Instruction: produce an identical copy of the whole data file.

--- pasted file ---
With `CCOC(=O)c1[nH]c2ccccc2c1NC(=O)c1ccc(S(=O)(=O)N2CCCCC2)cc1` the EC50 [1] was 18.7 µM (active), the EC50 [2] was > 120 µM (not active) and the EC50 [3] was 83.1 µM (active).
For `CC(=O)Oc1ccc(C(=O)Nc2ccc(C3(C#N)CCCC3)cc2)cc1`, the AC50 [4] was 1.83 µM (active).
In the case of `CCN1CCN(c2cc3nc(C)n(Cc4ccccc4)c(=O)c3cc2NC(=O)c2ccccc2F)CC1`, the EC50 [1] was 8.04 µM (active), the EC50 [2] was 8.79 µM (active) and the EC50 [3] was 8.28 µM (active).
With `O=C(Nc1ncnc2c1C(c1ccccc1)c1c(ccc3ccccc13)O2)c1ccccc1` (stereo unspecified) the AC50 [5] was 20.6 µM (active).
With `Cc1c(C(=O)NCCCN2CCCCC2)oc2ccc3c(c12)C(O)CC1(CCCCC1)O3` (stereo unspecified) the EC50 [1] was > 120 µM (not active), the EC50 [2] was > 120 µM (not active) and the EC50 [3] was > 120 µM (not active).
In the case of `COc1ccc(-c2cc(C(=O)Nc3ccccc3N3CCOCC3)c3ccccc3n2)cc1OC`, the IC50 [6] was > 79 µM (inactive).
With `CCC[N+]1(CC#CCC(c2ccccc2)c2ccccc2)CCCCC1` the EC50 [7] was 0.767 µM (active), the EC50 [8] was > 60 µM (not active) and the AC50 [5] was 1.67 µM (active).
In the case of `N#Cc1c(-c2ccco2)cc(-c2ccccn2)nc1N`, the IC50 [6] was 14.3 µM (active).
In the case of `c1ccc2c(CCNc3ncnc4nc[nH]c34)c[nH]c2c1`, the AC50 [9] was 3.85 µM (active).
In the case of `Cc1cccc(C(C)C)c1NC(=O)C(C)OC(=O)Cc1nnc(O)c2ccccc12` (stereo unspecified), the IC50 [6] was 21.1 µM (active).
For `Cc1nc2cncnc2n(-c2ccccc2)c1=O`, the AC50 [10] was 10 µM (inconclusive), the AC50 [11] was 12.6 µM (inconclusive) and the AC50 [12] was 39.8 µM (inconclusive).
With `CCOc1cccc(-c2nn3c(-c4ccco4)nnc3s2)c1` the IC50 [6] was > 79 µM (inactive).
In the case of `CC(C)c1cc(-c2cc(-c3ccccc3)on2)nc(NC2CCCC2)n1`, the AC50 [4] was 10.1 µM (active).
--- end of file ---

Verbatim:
With `CCOC(=O)c1[nH]c2ccccc2c1NC(=O)c1ccc(S(=O)(=O)N2CCCCC2)cc1` the EC50 [1] was 18.7 µM (active), the EC50 [2] was > 120 µM (not active) and the EC50 [3] was 83.1 µM (active).
For `CC(=O)Oc1ccc(C(=O)Nc2ccc(C3(C#N)CCCC3)cc2)cc1`, the AC50 [4] was 1.83 µM (active).
In the case of `CCN1CCN(c2cc3nc(C)n(Cc4ccccc4)c(=O)c3cc2NC(=O)c2ccccc2F)CC1`, the EC50 [1] was 8.04 µM (active), the EC50 [2] was 8.79 µM (active) and the EC50 [3] was 8.28 µM (active).
With `O=C(Nc1ncnc2c1C(c1ccccc1)c1c(ccc3ccccc13)O2)c1ccccc1` (stereo unspecified) the AC50 [5] was 20.6 µM (active).
With `Cc1c(C(=O)NCCCN2CCCCC2)oc2ccc3c(c12)C(O)CC1(CCCCC1)O3` (stereo unspecified) the EC50 [1] was > 120 µM (not active), the EC50 [2] was > 120 µM (not active) and the EC50 [3] was > 120 µM (not active).
In the case of `COc1ccc(-c2cc(C(=O)Nc3ccccc3N3CCOCC3)c3ccccc3n2)cc1OC`, the IC50 [6] was > 79 µM (inactive).
With `CCC[N+]1(CC#CCC(c2ccccc2)c2ccccc2)CCCCC1` the EC50 [7] was 0.767 µM (active), the EC50 [8] was > 60 µM (not active) and the AC50 [5] was 1.67 µM (active).
In the case of `N#Cc1c(-c2ccco2)cc(-c2ccccn2)nc1N`, the IC50 [6] was 14.3 µM (active).
In the case of `c1ccc2c(CCNc3ncnc4nc[nH]c34)c[nH]c2c1`, the AC50 [9] was 3.85 µM (active).
In the case of `Cc1cccc(C(C)C)c1NC(=O)C(C)OC(=O)Cc1nnc(O)c2ccccc12` (stereo unspecified), the IC50 [6] was 21.1 µM (active).
For `Cc1nc2cncnc2n(-c2ccccc2)c1=O`, the AC50 [10] was 10 µM (inconclusive), the AC50 [11] was 12.6 µM (inconclusive) and the AC50 [12] was 39.8 µM (inconclusive).
With `CCOc1cccc(-c2nn3c(-c4ccco4)nnc3s2)c1` the IC50 [6] was > 79 µM (inactive).
In the case of `CC(C)c1cc(-c2cc(-c3ccccc3)on2)nc(NC2CCCC2)n1`, the AC50 [4] was 10.1 µM (active).